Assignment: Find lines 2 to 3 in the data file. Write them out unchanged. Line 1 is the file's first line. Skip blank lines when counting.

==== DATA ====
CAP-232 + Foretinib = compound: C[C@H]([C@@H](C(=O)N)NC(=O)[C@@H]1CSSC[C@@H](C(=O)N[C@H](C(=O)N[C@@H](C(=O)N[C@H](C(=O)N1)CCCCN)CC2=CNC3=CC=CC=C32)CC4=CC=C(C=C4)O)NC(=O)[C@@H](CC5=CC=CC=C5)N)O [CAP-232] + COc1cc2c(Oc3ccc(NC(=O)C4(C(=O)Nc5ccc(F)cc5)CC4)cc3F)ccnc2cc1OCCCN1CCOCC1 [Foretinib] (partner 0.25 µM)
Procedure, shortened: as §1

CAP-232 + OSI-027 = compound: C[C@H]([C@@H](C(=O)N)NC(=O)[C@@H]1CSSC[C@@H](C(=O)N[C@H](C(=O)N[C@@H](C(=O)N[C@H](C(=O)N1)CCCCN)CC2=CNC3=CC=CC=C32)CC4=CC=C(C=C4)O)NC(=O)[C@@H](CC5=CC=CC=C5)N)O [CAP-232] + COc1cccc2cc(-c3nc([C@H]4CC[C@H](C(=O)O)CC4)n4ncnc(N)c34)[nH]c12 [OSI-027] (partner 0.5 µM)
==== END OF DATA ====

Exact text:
Procedure, shortened: as §1

CAP-232 + OSI-027 = compound: C[C@H]([C@@H](C(=O)N)NC(=O)[C@@H]1CSSC[C@@H](C(=O)N[C@H](C(=O)N[C@@H](C(=O)N[C@H](C(=O)N1)CCCCN)CC2=CNC3=CC=CC=C32)CC4=CC=C(C=C4)O)NC(=O)[C@@H](CC5=CC=CC=C5)N)O [CAP-232] + COc1cccc2cc(-c3nc([C@H]4CC[C@H](C(=O)O)CC4)n4ncnc(N)c34)[nH]c12 [OSI-027] (partner 0.5 µM)